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Cycle counting in LTSpice?

Discussion in 'Electronic Design' started by Paul Burridge, Feb 27, 2004.

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  1. Hi,

    I've been running simulations were I'm looking for slight frequency
    variations in the output for certain changes to the component values
    in the circuit under test. Is there a way of getting LT to count the
    number of cycles output during the course of say a 1uS portion of
    transient analysis?

  2. I usually do an FFT analysis.

    Right click on transient graphic and select FFT.

    Hernán Sánchez
  3. James Meyer

    James Meyer Guest

    When the only tool a man has is a hammer, all his problems begin to look
    like nails.

  4. Genome

    Genome Guest

    Well, notwithstanding the fact that I think your a basic Fucking Idiot......

    I would recommend that you take your finger out of your ass and prod on the
    televison thing in front of you whilst going...... 1, 2, 3.....


    "Paul Burridge"

    Thumb up bum, Brain in neutral.
  5. Whereas *you* are a basic, drunken idiot.
    Not practical for slight frequency variations at HF (clue: you'd have
    to count tens of thousands of cycles to get any meaningful result.
    Pretty tedious one-round, let alone for repeated passes!
    Have another swig of gin and go back to sleep.
  6. Ken Smith

    Ken Smith Guest

    You can make a model of a frequency counter and add it to the system.
  7. He! That's a novel solution!
    Actually I've adopted Herman's suggestion after Mike Englehart posted
    a demo of how it worked on the cad group.
  8. John Larkin

    John Larkin Guest

    For things like crystal oscillators, where you're interested in PPM
    variations in frequency, I usually just break the loop somewhere and
    do a narrow-span AC plot of loop phase versus frequency, and look for
    the zero-phase crossing. That's way faster than trying to derive
    oscillation frequency from a transient analysis, and the slope of the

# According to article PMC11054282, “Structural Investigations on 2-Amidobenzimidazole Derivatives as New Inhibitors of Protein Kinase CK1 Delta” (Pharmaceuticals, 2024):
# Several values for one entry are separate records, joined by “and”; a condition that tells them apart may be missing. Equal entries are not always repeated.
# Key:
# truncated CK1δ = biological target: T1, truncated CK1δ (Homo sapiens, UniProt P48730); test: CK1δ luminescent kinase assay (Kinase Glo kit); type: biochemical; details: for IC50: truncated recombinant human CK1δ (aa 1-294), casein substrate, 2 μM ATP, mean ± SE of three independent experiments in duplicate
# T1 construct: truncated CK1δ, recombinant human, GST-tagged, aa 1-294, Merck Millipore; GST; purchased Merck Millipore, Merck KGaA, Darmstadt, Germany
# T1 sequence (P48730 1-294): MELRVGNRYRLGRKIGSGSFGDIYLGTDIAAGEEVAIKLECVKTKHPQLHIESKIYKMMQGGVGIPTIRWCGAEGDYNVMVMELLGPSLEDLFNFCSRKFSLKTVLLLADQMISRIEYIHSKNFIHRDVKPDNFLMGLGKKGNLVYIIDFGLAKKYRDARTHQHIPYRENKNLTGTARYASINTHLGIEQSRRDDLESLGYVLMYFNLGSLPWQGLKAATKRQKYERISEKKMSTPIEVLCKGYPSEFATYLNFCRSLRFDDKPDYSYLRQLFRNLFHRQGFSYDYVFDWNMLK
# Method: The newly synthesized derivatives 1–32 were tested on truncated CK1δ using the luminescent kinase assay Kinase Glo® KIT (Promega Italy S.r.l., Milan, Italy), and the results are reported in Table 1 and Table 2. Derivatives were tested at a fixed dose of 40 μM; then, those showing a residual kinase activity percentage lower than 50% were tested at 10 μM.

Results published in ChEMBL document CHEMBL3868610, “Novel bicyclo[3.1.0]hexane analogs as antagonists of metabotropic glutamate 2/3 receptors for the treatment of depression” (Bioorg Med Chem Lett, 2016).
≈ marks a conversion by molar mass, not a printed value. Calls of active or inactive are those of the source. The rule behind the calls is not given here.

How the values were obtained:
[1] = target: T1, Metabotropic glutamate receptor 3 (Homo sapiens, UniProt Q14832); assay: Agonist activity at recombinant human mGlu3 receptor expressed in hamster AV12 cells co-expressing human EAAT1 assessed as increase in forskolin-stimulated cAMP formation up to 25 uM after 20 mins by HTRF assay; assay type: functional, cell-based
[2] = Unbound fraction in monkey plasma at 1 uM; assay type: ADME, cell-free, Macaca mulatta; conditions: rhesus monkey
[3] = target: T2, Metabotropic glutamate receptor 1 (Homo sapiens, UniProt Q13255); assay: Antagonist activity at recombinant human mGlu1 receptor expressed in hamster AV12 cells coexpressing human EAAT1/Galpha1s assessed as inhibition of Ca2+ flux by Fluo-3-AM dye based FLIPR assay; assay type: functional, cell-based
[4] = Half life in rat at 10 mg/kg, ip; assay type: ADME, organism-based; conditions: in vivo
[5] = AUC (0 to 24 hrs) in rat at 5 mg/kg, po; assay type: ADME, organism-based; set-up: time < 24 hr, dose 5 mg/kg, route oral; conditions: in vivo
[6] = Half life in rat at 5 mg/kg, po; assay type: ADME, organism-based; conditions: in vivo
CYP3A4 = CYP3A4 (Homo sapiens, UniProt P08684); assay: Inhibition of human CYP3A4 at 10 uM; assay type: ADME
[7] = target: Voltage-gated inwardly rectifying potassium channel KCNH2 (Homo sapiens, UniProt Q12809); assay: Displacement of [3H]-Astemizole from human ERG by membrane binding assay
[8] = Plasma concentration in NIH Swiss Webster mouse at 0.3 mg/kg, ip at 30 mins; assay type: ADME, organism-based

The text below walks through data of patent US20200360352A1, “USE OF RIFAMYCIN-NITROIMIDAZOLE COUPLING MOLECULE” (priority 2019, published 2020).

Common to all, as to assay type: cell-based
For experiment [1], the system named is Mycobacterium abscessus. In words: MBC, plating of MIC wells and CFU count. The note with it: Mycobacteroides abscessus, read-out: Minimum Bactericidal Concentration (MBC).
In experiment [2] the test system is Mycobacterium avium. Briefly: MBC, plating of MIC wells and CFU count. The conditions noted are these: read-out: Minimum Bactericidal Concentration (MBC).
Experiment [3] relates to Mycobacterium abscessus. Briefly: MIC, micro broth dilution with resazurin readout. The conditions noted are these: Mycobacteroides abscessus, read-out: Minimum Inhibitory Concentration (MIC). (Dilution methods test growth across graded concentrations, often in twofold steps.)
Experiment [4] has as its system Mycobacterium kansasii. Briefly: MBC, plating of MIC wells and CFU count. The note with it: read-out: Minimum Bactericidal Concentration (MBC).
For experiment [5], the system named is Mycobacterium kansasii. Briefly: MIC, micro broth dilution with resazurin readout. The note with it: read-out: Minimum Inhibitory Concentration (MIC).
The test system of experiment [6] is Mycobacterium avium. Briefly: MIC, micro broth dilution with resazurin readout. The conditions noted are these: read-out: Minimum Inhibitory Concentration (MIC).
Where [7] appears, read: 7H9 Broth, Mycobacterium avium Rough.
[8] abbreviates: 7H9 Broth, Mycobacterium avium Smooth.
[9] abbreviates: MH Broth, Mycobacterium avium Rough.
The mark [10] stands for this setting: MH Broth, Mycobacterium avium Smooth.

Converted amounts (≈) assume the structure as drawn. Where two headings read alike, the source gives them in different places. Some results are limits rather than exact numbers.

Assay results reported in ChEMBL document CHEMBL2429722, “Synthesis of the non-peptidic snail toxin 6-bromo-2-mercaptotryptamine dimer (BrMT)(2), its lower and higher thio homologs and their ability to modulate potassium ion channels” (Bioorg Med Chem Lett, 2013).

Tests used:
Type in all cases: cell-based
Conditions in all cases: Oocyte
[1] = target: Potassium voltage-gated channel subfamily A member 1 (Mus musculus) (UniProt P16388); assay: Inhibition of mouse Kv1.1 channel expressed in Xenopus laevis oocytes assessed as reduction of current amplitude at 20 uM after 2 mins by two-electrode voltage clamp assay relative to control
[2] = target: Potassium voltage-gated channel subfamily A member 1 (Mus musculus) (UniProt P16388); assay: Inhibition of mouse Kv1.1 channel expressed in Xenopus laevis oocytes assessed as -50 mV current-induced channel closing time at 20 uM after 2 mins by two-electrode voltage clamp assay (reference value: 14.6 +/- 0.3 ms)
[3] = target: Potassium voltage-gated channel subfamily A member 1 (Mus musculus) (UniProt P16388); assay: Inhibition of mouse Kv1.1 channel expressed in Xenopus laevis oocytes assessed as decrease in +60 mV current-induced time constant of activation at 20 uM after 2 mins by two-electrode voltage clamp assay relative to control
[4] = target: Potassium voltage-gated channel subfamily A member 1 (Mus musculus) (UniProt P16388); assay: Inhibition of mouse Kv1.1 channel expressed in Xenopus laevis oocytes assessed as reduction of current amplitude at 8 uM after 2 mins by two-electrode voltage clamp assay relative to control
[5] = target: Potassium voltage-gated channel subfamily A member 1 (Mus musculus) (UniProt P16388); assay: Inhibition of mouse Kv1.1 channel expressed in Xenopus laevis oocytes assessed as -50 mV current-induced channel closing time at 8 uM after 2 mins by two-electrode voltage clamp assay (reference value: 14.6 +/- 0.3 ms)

phase crossing is useful to see, too. For a transient analysis to be
    frequency-accurate, you need to use an absurdly small time step and
    wait out a lot of cycles - tens of thousands, sometimes - for

    The AC phase thing assumes linearity, so it has limitations of its

  9. Thanks, John.
    I've noticed that the time step is critical for this type of
    simulation. Small changes in fequency result in zero output for some
    strange reason, until the time step is re-adjusted to compensate for
    it whereupon oscillation mysteriously reappears at the new frequency.
    This completely threw me for 24 hours late last week as it appeared as
    if the circuit under test would produce a waveform that totally
    collapsed upon the slightest change in its output frequency!
  10. John Larkin

    John Larkin Guest

    Yes, the real universe probably doesn't have time steps.

    And speaking of injection locking, I'd suspect that a simulated
    oscillator will tend to lock to the Spice time steps.

  11. I read in that John Larkin <[email protected]> wrote (in <[email protected]>) about 'Cycle counting in LTSpice?', on Sun, 29 Feb 2004:
    Isn't the time quantum supposed to be the time it takes light to travel
    the Planck distance? I expect Kevin knows.
  12. Genome

    Genome Guest

    Exactly, know thyself.

  13. Qualitatively yes. It certainly seems that time *must* be discrete.
    Simple logic rules out simple continuous existence of any physical
    construct. An infinite number of real physical points between 0 and 1 is
    simply absurd. All measurements must always ultimately resolve to one of
    a measurement of length so therefore, so must time.

    Kevin Aylward
    SuperSpice, a very affordable Mixed-Mode
    Windows Simulator with Schematic Capture,
    Waveform Display, FFT's and Filter Design.

    "quotes with no meaning, are meaningless" - Kevin Aylward.
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